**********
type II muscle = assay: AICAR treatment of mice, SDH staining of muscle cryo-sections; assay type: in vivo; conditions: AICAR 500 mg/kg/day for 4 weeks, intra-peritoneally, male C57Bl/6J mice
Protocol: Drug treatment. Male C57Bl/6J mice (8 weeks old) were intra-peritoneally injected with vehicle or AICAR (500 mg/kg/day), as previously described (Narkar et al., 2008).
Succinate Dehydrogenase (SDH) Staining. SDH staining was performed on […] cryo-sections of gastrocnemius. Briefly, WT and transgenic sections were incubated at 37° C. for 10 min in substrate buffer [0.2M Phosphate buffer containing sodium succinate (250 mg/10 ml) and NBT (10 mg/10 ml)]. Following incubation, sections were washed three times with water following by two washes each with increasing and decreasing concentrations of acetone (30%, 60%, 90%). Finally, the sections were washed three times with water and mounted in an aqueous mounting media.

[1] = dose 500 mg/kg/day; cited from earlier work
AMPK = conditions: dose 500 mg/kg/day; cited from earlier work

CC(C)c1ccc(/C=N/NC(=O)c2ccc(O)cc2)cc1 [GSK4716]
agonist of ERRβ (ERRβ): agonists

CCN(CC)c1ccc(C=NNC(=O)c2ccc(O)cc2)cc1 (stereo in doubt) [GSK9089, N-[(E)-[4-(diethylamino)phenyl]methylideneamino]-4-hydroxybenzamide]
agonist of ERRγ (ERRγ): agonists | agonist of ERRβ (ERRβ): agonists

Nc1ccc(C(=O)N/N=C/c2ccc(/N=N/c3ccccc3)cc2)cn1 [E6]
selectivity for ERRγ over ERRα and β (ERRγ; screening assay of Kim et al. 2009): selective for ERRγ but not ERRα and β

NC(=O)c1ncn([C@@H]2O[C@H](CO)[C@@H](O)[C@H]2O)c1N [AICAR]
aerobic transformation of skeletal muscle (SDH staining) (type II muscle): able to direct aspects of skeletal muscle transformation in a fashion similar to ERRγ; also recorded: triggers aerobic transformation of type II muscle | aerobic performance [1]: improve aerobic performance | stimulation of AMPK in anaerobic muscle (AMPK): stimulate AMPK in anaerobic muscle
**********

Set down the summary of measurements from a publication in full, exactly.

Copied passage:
type II muscle = assay: AICAR treatment of mice, SDH staining of muscle cryo-sections; assay type: in vivo; conditions: AICAR 500 mg/kg/day for 4 weeks, intra-peritoneally, male C57Bl/6J mice
Protocol: Drug treatment. Male C57Bl/6J mice (8 weeks old) were intra-peritoneally injected with vehicle or AICAR (500 mg/kg/day), as previously described (Narkar et al., 2008).
Succinate Dehydrogenase (SDH) Staining. SDH staining was performed on […] cryo-sections of gastrocnemius. Briefly, WT and transgenic sections were incubated at 37° C. for 10 min in substrate buffer [0.2M Phosphate buffer containing sodium succinate (250 mg/10 ml) and NBT (10 mg/10 ml)]. Following incubation, sections were washed three times with water following by two washes each with increasing and decreasing concentrations of acetone (30%, 60%, 90%). Finally, the sections were washed three times with water and mounted in an aqueous mounting media.

[1] = dose 500 mg/kg/day; cited from earlier work
AMPK = conditions: dose 500 mg/kg/day; cited from earlier work

CC(C)c1ccc(/C=N/NC(=O)c2ccc(O)cc2)cc1 [GSK4716]
agonist of ERRβ (ERRβ): agonists

CCN(CC)c1ccc(C=NNC(=O)c2ccc(O)cc2)cc1 (stereo in doubt) [GSK9089, N-[(E)-[4-(diethylamino)phenyl]methylideneamino]-4-hydroxybenzamide]
agonist of ERRγ (ERRγ): agonists | agonist of ERRβ (ERRβ): agonists

Nc1ccc(C(=O)N/N=C/c2ccc(/N=N/c3ccccc3)cc2)cn1 [E6]
selectivity for ERRγ over ERRα and β (ERRγ; screening assay of Kim et al. 2009): selective for ERRγ but not ERRα and β

NC(=O)c1ncn([C@@H]2O[C@H](CO)[C@@H](O)[C@H]2O)c1N [AICAR]
aerobic transformation of skeletal muscle (SDH staining) (type II muscle): able to direct aspects of skeletal muscle transformation in a fashion similar to ERRγ; also recorded: triggers aerobic transformation of type II muscle | aerobic performance [1]: improve aerobic performance | stimulation of AMPK in anaerobic muscle (AMPK): stimulate AMPK in anaerobic muscle